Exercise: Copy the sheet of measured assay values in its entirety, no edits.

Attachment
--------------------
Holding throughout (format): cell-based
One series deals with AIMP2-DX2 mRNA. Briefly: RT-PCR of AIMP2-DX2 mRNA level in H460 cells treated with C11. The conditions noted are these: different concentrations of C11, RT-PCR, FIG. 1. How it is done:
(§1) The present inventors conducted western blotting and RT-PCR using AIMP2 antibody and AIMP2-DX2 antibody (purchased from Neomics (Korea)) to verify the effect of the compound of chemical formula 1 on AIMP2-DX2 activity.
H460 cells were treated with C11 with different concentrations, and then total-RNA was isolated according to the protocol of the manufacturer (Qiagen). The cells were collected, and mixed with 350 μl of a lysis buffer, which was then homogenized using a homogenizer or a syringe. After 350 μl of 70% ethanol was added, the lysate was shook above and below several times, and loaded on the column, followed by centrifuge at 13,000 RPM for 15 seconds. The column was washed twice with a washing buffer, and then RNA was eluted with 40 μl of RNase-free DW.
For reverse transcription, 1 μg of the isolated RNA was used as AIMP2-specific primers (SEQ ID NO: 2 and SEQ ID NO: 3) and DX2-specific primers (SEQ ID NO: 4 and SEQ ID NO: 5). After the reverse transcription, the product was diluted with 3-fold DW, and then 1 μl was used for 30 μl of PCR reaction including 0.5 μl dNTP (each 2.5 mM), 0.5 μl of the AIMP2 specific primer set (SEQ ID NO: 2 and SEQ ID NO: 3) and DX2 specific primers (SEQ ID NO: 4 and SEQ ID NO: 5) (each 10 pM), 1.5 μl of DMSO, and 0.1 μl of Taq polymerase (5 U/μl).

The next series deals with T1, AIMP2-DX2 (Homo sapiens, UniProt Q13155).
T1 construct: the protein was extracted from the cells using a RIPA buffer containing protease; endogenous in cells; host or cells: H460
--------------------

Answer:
Holding throughout (format): cell-based
One series deals with AIMP2-DX2 mRNA. Briefly: RT-PCR of AIMP2-DX2 mRNA level in H460 cells treated with C11. The conditions noted are these: different concentrations of C11, RT-PCR, FIG. 1. How it is done:
(§1) The present inventors conducted western blotting and RT-PCR using AIMP2 antibody and AIMP2-DX2 antibody (purchased from Neomics (Korea)) to verify the effect of the compound of chemical formula 1 on AIMP2-DX2 activity.
H460 cells were treated with C11 with different concentrations, and then total-RNA was isolated according to the protocol of the manufacturer (Qiagen). The cells were collected, and mixed with 350 μl of a lysis buffer, which was then homogenized using a homogenizer or a syringe. After 350 μl of 70% ethanol was added, the lysate was shook above and below several times, and loaded on the column, followed by centrifuge at 13,000 RPM for 15 seconds. The column was washed twice with a washing buffer, and then RNA was eluted with 40 μl of RNase-free DW.
For reverse transcription, 1 μg of the isolated RNA was used as AIMP2-specific primers (SEQ ID NO: 2 and SEQ ID NO: 3) and DX2-specific primers (SEQ ID NO: 4 and SEQ ID NO: 5). After the reverse transcription, the product was diluted with 3-fold DW, and then 1 μl was used for 30 μl of PCR reaction including 0.5 μl dNTP (each 2.5 mM), 0.5 μl of the AIMP2 specific primer set (SEQ ID NO: 2 and SEQ ID NO: 3) and DX2 specific primers (SEQ ID NO: 4 and SEQ ID NO: 5) (each 10 pM), 1.5 μl of DMSO, and 0.1 μl of Taq polymerase (5 U/μl).

The next series deals with T1, AIMP2-DX2 (Homo sapiens, UniProt Q13155).
T1 construct: the protein was extracted from the cells using a RIPA buffer containing protease; endogenous in cells; host or cells: H460